Public Health

Psychopharmacology guide on prescribing psychotropic medications

Physician holding patient's hands

The newly updated "Psychopharmacology How-To Guide" offers physician practices and health systems practical strategies, actionable steps and evidence-based resources on when and how to treat patients with psychotropic medications if deemed medically necessary.

This is part of AMA’s broader efforts to empower health care organizations to overcome obstacles to accessible and equitable treatment for their patients’ behavioral, mental and physical health needs.

Psychopharmacology and behavioral health care

Access actionable, evidence-based best practices on psychopharmacology that enable care teams to overcome key barriers to operationalizing integrated behavioral health care.

Stigma around behavioral health conditions is lessening, but it can still keep patients from seeking and receiving care, including psychotropic medication when needed.

While difficult to address head-on, there are strategies that can help reduce stigma, specifically stigma that may be present within the primary care team. Strategies include:

  • Uncovering unconscious bias: Address false beliefs that may exist within the care team, the community and culture.
  • Letting patients be the educators: Create space for the team to listen to people with behavioral health conditions and connect with them.
  • Showing recovery is possible: Empower the team to be a part of the solution, highlighting how recovery can happen.

Integrating psychopharmacology into practice  

In this guide, primary care physicians and their care teams will learn how to include the following best practices into their processes and procedures to treat patients with psychotropic medications, when needed.

  1. Align and train teams to address and implement psychopharmacology if deemed a clinically and age-appropriate form of treatment.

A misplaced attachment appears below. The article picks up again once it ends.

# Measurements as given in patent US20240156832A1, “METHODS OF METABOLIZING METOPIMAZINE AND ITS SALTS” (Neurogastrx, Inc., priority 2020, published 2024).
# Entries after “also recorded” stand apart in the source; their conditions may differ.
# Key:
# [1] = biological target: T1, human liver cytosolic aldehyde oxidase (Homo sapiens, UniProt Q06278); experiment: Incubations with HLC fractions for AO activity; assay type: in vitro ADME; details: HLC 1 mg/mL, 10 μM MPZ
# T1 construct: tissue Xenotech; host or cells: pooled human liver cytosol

2. Evaluate appropriateness of psychopharmacology, along with assessing patient’s willingness for such treatment. Psychotropic medication should only be prescribed after considering potential side effects, risk factors for adverse outcomes, and the risks, if any, of prolonged usage. It is also important to weigh the risk of not prescribing the psychotropic medication, and the potential impact on the patient’s health outcomes.   
  3. Implement a treatment plan. Primary care providers should collaborate with behavioral health clinicians and psychiatric consultants to decide upon psychiatric medication and set expectations with patients.
  4. Understanding financial considerations of how to code and bill for psychopharmacological treatments, including awareness of specific Current Procedural Terminology (CPT®) codes, will help ensure the sustainability of behavioral health integration (BHI) efforts.
  5. Gain access to resources such as checklists, training programs, customizable letters and assessment tools.  

Download the AMA's "Psychopharmacology How-To Guide" (PDF) to learn more about when and how your practice or system should prescribe psychotropic medications if deemed medically necessary.

With an increased number of people reporting worsening mental health in recent years, it is imperative that people are aware of the 988 Suicide & Crisis Lifeline (formerly known as the National Suicide Prevention Lifeline) telephone program.

People experiencing a suicidal, substance use, and/or mental health crisis, or any other kind of emotional distress can call, chat or text 988, and speak to trained crisis counselors. The national hotline is available 24 hours a day, 7 days a week.

The previous National Suicide Prevention Lifeline phone number (1-800-273-8255) will continue to be operational and route calls to 988 indefinitely.